Abandoned Farmville – The Mansion Of A Tobacco Tycoon
Poplar Hill/The Dunnington Mansion
The Dunnington Mansion, also known as Poplar Hill, resides in the town of Farmville, Virginia. Yes, it’s not just a Facebook game, and it’s actually the county seat of Prince Edward County, formerly Amelia County until February 27, 1752.
The historic home stands overlooking the rolling hills of the Manor Golf Club – a beautiful golf course with well-maintained fairways and very reasonable greens fees of $33 on weekdays. No, that’s not a promotional pitch. Ya know, I really need to start bringing my clubs with me more often. Though I’m not sure how often, if ever again, I will be running into an abandoned home situated right in the middle of a golf course.
Early History (1700s-1826)
While the home as we know it now was constructed through numerous additions from the late 1800s into the early 1900s, the history of this home can be traced back as far as the 1700s when land-owner Richard Woodson purchased the property in Prince Edward County. Richard was also known as Baron Woodson. He was born in 1695 in Henrico County, Virginia Colony. Woodson would soon establish the Poplar Hill Plantation, at which point he also constructed the first version of this home; no more than a small four-room house.
After Woodson’s death in Goochland County, Virginia in 1774, the plantation was passed down to his daughter Agnes — born October 4, 1748. She and her husband, Francis Watkins, would later go on to construct a nicer brick house in place of the former structure. They completed construction of the home near the end of the 18th century. In addition to the reconstruction of their home, numerous other structures were built on the plantation, including quarters for enslaved African-Americans. Looking at old atlas maps, these numerous other structures can be seen noted on the property, but were eventually demolished between 2004-2006. Agnes passed away in July 1820 at the Poplar Hill plantation, followed only 6 years later by her husband in 1826. After their deaths, the property passed to their daughter Frances — one of their six children, who would go on to live there with her husband James Wood.
The couple would later further expand the mansion, which by this point in time had become known as the Wood Plantation house. After approximately 40 years of the Wood family owning the property, it once again changed hands. This time the mansion and land were acquired by Captain John Hughes Knight Junior. Knight was the son of Colonel John Hughes Knight and Sarah “Sally” Everett Carter. He married Cornelia Alice Bland on October 12, 1853 at First Baptist Church in Richmond, Virginia, which still operates today. Shortly after their marriage, they purchased the Poplar Hill property and made it their home until the late 1880s.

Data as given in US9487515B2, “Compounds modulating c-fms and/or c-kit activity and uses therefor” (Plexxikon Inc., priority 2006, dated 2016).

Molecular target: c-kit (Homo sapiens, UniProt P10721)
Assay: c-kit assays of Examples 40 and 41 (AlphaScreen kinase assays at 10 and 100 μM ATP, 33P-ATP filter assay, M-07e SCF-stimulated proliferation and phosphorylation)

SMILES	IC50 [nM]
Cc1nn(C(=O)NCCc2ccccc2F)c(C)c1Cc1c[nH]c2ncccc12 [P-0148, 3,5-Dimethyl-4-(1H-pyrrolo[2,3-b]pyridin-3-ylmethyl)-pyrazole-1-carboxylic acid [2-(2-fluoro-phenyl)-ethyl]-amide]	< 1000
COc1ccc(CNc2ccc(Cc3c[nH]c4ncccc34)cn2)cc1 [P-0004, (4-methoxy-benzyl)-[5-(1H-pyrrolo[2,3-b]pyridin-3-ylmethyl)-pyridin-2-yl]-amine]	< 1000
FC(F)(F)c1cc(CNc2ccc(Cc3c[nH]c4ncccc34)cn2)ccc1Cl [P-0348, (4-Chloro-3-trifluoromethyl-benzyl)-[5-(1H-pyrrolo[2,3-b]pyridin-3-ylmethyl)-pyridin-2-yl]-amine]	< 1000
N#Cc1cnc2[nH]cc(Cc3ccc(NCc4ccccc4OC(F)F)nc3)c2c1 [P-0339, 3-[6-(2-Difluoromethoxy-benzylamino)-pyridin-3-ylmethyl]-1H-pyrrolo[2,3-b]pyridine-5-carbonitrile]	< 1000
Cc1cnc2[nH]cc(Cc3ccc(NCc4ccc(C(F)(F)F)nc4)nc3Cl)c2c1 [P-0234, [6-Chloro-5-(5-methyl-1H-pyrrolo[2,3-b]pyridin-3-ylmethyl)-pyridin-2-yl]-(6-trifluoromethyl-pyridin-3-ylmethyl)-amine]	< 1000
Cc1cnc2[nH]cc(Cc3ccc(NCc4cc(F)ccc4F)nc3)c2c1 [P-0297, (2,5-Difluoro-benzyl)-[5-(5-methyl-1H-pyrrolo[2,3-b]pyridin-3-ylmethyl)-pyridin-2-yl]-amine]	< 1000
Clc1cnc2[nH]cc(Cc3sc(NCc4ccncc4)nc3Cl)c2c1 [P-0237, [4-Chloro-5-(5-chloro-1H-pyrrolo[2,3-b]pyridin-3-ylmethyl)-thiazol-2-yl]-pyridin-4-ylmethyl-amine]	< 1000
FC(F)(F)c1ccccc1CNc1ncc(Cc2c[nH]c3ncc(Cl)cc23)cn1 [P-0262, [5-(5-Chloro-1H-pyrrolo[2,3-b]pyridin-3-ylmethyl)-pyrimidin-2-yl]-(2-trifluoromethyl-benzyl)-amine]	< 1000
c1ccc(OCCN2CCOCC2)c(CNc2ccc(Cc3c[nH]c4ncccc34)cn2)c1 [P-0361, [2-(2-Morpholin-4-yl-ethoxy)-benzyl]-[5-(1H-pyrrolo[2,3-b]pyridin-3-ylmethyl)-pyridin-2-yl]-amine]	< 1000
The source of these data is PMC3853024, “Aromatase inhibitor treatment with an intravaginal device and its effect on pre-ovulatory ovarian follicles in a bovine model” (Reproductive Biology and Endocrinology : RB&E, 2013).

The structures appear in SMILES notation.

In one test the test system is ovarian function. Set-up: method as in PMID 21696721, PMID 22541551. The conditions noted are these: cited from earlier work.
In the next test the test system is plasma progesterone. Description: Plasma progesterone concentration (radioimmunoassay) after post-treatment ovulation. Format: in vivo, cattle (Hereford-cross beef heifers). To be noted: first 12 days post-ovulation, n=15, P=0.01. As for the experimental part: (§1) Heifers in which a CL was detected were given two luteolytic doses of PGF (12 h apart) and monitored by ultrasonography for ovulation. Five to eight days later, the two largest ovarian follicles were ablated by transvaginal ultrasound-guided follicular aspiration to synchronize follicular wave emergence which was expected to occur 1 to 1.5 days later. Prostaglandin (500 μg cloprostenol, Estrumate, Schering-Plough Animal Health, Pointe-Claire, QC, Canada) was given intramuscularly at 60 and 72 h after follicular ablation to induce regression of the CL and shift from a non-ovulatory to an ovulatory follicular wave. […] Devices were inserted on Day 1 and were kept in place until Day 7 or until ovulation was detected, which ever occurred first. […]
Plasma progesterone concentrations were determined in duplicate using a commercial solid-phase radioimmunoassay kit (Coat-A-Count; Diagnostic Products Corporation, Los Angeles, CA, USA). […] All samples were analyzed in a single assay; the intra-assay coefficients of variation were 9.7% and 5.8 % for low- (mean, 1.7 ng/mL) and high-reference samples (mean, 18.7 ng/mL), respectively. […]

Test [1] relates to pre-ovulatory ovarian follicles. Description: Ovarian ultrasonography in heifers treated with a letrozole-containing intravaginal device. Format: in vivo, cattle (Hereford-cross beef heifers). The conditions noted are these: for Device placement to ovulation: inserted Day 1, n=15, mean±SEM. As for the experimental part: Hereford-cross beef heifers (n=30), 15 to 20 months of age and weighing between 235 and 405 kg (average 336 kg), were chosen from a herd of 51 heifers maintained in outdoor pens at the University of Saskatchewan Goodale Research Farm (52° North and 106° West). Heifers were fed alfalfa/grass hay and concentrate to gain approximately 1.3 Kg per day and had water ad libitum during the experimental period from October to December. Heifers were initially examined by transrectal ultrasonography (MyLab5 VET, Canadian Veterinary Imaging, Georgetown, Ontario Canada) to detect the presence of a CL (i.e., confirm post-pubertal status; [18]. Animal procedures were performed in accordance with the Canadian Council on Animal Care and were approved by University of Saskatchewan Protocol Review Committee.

Knight then handed the property down to his daughter, India Wycliffe Knight, and her husband, tobacco tycoon Walter Grey Dunnington. This was a key turning point for the history of this home, as it would soon see the largest reconstruction of its life.
Dunnington Builds a Mansion
By 1897, Dunnington had decided to practically rebuild the entire home around the smaller structure that already existed. After the renovation, the home’s 8,500 square feet now had a total of 14 rooms. The foyer itself was quite an undertaking, and a very costly one at that. Ornate woodwork can be seen decorating the grand staircase, complimented by a beautifully-crafted brick fireplace near the front door. The home’s exterior was designed in a Romanesque Revival style, while inside you’ll find a merging of Italianate and Victorian architectural design throughout.
Upon entrance to the home, through a doorway directly to my left, I found crumbling remains of the once-luxurious study. After years of deterioration, the floor eventually gave way on one side of the room and is now nearly impassable — at least without some carefully planned steps. Pieces of the ceiling lie scattered across nearly the entire room, and all that remains aside from the fireplace are some bookshelves, though now in a less-than-desirable state, falling further each year following the slope of the slowly sinking floor. Passing through the study, I found myself standing amidst peeling walls of the formal dining room, where the Dunnington family would entertain many wealthy guests during numerous parties over the years. The two dining room windows stretched nearly all the way from floor to ceiling, one on each side of the fireplace. Light poured into the room through the windows, which were now covered in cobwebs and a residue so thick that they actually diffused and softened the harsh light as it passed through.
On the opposite side of the hall from these two rooms, two adjacent parlor areas sit falling to pieces. One room exited to the porch on the side of the home, while the other exited directly into a breathtaking space; surely one of the most notable architectural features of the mansion. The Italianate-style domed glass conservatory, though now cracked, decaying, and falling to pieces, was still so peaceful and beautiful inside and out. Soft gusts of wind entered through busted glass panels pushing the ivy, which swayed back and forth. It wasn’t difficult to get lost in relaxation beneath the green glow, pleasant birdsong, and tranquil, earthy smell of nature recklessly, though magnificently reclaiming the space.